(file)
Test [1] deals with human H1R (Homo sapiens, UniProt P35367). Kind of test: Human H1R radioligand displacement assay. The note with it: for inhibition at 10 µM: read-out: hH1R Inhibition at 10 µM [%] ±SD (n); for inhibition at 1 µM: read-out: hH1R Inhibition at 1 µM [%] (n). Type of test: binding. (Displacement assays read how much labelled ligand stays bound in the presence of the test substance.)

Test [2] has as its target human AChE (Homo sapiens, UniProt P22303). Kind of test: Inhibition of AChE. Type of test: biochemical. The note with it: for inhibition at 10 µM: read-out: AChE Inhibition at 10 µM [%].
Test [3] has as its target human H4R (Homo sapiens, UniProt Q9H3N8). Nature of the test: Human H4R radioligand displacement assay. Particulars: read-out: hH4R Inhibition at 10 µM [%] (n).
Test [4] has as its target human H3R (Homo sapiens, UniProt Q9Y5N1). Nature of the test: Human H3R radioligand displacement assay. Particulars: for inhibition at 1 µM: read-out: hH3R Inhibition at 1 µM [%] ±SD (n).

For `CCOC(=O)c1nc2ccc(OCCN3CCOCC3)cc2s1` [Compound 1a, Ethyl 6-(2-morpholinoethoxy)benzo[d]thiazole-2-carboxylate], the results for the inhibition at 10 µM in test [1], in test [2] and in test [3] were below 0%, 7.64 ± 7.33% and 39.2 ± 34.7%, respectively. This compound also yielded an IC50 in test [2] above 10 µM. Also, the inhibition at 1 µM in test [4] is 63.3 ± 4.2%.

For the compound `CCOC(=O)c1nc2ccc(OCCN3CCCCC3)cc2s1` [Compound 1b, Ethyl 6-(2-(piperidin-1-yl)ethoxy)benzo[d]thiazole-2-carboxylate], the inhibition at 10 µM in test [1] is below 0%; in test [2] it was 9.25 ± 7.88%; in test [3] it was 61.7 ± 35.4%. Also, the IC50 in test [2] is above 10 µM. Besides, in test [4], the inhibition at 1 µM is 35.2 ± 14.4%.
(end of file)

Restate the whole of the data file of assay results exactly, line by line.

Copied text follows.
Test [1] deals with human H1R (Homo sapiens, UniProt P35367). Kind of test: Human H1R radioligand displacement assay. The note with it: for inhibition at 10 µM: read-out: hH1R Inhibition at 10 µM [%] ±SD (n); for inhibition at 1 µM: read-out: hH1R Inhibition at 1 µM [%] (n). Type of test: binding. (Displacement assays read how much labelled ligand stays bound in the presence of the test substance.)

Test [2] has as its target human AChE (Homo sapiens, UniProt P22303). Kind of test: Inhibition of AChE. Type of test: biochemical. The note with it: for inhibition at 10 µM: read-out: AChE Inhibition at 10 µM [%].
Test [3] has as its target human H4R (Homo sapiens, UniProt Q9H3N8). Nature of the test: Human H4R radioligand displacement assay. Particulars: read-out: hH4R Inhibition at 10 µM [%] (n).
Test [4] has as its target human H3R (Homo sapiens, UniProt Q9Y5N1). Nature of the test: Human H3R radioligand displacement assay. Particulars: for inhibition at 1 µM: read-out: hH3R Inhibition at 1 µM [%] ±SD (n).

For `CCOC(=O)c1nc2ccc(OCCN3CCOCC3)cc2s1` [Compound 1a, Ethyl 6-(2-morpholinoethoxy)benzo[d]thiazole-2-carboxylate], the results for the inhibition at 10 µM in test [1], in test [2] and in test [3] were below 0%, 7.64 ± 7.33% and 39.2 ± 34.7%, respectively. This compound also yielded an IC50 in test [2] above 10 µM. Also, the inhibition at 1 µM in test [4] is 63.3 ± 4.2%.

For the compound `CCOC(=O)c1nc2ccc(OCCN3CCCCC3)cc2s1` [Compound 1b, Ethyl 6-(2-(piperidin-1-yl)ethoxy)benzo[d]thiazole-2-carboxylate], the inhibition at 10 µM in test [1] is below 0%; in test [2] it was 9.25 ± 7.88%; in test [3] it was 61.7 ± 35.4%. Also, the IC50 in test [2] is above 10 µM. Besides, in test [4], the inhibition at 1 µM is 35.2 ± 14.4%.